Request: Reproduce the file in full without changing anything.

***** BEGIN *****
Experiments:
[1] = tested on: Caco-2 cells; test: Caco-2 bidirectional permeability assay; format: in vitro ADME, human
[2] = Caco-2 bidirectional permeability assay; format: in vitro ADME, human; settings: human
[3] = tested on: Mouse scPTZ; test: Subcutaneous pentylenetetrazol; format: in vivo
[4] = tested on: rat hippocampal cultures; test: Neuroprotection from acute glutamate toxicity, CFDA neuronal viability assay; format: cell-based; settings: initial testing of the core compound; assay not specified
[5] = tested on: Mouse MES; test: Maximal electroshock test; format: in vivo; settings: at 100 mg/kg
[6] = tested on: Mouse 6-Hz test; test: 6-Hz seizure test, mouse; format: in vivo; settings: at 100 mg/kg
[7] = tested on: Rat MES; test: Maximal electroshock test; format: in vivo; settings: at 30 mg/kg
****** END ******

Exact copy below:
Experiments:
[1] = tested on: Caco-2 cells; test: Caco-2 bidirectional permeability assay; format: in vitro ADME, human
[2] = Caco-2 bidirectional permeability assay; format: in vitro ADME, human; settings: human
[3] = tested on: Mouse scPTZ; test: Subcutaneous pentylenetetrazol; format: in vivo
[4] = tested on: rat hippocampal cultures; test: Neuroprotection from acute glutamate toxicity, CFDA neuronal viability assay; format: cell-based; settings: initial testing of the core compound; assay not specified
[5] = tested on: Mouse MES; test: Maximal electroshock test; format: in vivo; settings: at 100 mg/kg
[6] = tested on: Mouse 6-Hz test; test: 6-Hz seizure test, mouse; format: in vivo; settings: at 100 mg/kg
[7] = tested on: Rat MES; test: Maximal electroshock test; format: in vivo; settings: at 30 mg/kg